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HarleyTusk

Leica M10P_Monocrome Mode?

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I’m new to photography, I’m trying to decide between the M10P and the Monochrom M246. I’ve read all the forums about the pros and cons of each choice. I shoit primarily in b&w but I like at least having the option of shooting color. With the M10P, I’ve heard about “Monochrom Mode” when shooting in this mode will the images show up as a black & white preview on the LCD Screen?

is it really that big of a difference/ time consuming effort to convert each and every M10P color photo to blk & white? As opposed to little PP Time with the Monochrom M246?

 Thanks,

Robert

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Converting to B&W is a bit of an art in postprocessing, but so is getting the best out of the files of a Monochrom. You will have to embark on a learning curve in postprocessing in either case. Don't expect the best results straight out of camera.

I would say that there is little difference in the time and effort needed to convert a colour image to a proper result and optimizing a monochrome file. However, with an RGB file you can play with the colour channels to get colour filter effects, with the Monochrom you will have to actually use yellow, orange, green, etc. filters on the lens.

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A great way to shoot the M10 is with a monochrome jpeg in raw+jpg mode.  Your jpegs will be monochrome, but you'll have a full color raw file from each shot as well.  I love the monochrome jpegs right out of the camera, but if you would rather convert from the raw file, you can apply "virtual" color filters, etc.  It's very versatile.  Having said that, the pure monochrome camera will have more information in the files since there is no bayer filter array,  but you would have to use actual filters to get filter effects.  They are both great options.

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I agree entirely with what Jaap says about the post-processing effort required for both cameras. Having had the M-Monochrom, I've always felt that it's great camera, but I prefer having the flexibility  of the color channels of the M10 for getting the tones I want in post-processing. Daido Moriyama says the one of the things he likes about digital is that he can chose later whether to use B&W or color: sometimes he publishes both, in different contexts. I agree with that. So, these days, I prefer to have the M10.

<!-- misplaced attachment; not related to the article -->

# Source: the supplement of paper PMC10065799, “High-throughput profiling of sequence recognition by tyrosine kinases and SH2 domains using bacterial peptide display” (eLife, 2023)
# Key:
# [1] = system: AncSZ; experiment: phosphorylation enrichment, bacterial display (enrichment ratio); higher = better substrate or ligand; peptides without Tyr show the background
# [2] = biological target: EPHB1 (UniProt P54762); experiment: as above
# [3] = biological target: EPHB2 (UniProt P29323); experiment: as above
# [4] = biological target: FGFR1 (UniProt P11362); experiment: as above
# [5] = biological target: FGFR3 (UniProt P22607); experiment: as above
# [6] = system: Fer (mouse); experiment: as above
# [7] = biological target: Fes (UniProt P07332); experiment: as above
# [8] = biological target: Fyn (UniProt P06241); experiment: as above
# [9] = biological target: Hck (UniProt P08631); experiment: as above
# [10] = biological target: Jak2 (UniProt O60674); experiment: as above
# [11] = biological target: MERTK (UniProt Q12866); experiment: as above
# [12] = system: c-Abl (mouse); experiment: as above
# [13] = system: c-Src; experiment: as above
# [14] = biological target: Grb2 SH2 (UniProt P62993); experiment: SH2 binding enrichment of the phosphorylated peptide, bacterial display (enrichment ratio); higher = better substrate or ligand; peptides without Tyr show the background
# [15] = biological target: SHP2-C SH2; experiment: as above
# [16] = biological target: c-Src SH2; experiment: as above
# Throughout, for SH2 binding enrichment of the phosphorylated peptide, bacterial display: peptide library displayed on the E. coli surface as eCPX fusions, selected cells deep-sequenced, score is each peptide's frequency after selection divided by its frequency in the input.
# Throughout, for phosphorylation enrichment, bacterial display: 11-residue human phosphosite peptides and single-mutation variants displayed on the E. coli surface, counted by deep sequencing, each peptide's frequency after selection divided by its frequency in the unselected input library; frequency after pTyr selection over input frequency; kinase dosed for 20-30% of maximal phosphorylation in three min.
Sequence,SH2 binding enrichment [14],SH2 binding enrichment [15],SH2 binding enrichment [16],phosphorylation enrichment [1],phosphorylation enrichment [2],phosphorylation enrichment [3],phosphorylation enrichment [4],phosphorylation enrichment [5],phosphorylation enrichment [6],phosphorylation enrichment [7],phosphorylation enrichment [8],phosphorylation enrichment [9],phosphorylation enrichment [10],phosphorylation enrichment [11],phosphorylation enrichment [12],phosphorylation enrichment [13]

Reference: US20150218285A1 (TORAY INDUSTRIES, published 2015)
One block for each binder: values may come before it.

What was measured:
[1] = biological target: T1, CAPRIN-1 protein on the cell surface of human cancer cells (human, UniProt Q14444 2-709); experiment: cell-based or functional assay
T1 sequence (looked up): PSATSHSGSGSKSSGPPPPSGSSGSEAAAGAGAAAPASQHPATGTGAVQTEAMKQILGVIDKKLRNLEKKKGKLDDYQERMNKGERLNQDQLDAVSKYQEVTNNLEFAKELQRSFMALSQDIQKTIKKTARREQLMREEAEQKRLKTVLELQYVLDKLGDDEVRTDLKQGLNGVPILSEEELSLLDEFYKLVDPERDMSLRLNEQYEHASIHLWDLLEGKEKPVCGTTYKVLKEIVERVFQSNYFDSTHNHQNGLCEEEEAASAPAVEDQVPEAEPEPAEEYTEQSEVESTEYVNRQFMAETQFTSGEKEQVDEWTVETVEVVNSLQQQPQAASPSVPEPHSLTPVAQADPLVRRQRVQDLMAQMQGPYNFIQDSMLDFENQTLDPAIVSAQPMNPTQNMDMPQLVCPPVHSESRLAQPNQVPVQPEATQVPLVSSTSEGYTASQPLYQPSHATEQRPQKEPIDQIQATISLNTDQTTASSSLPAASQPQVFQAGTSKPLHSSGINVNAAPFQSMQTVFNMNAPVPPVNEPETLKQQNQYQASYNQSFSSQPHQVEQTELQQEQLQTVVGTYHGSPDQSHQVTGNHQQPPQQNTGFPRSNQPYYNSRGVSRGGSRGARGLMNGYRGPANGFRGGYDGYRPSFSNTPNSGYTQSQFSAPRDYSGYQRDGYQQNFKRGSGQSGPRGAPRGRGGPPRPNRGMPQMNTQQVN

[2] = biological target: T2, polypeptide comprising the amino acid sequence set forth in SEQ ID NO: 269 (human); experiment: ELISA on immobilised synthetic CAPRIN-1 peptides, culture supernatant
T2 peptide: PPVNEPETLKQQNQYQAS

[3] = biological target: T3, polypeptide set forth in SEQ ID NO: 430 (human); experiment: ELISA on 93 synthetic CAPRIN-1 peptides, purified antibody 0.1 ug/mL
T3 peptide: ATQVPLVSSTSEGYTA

You don't say what what type of photography you're interested in, but below are two sets. The first set, is similar in that the two pictures results from chance, "lucky accidents". Before taking the MM image in the Paris restaurant, I was turned around looking through the window behind the man in the picture  into bright, noontime light — that's why the shutter speed was 1/2000 sec; then, as I was swinging around to face my table, the woman made that gesture and I pressed the shutter without having brought the camera up to my face, but had managed to bring the focu back to less than 1.5m without looking at the camera: actually, her hand been up to her face before she turned to me. The image was underexposed by over 4 stops, but lifting the shadows in Lightroom worked well.

In the second picture, taken with the M10, everything I like in it was an accident. I was trying out the Nikon Z7 at a camera store in Chiang Mai. While I was looking at the Nikon, the two salesmen asked to try out my Leica M10. When I got it back, this little Valentine's Day procession was walkin by — never mind the Christmas sign in the background. I didn't know that they had changed the settings on my camera, so that, when I used the meter to set the shutter speed, I didn't realize that the aperture had been changed to f/11 and that I was the shutter as slow as 1/45 sec. It was lucky that the aperture was at f/11, or nothing would have been in focus.

M-Monochrom | Summilux 50 pre-ASPH | f/4.0 | 1/2000 sec

Paris

M10 | Summicron 35v4 | ISO 3200 | f/11 | 1/45

Chiang Mai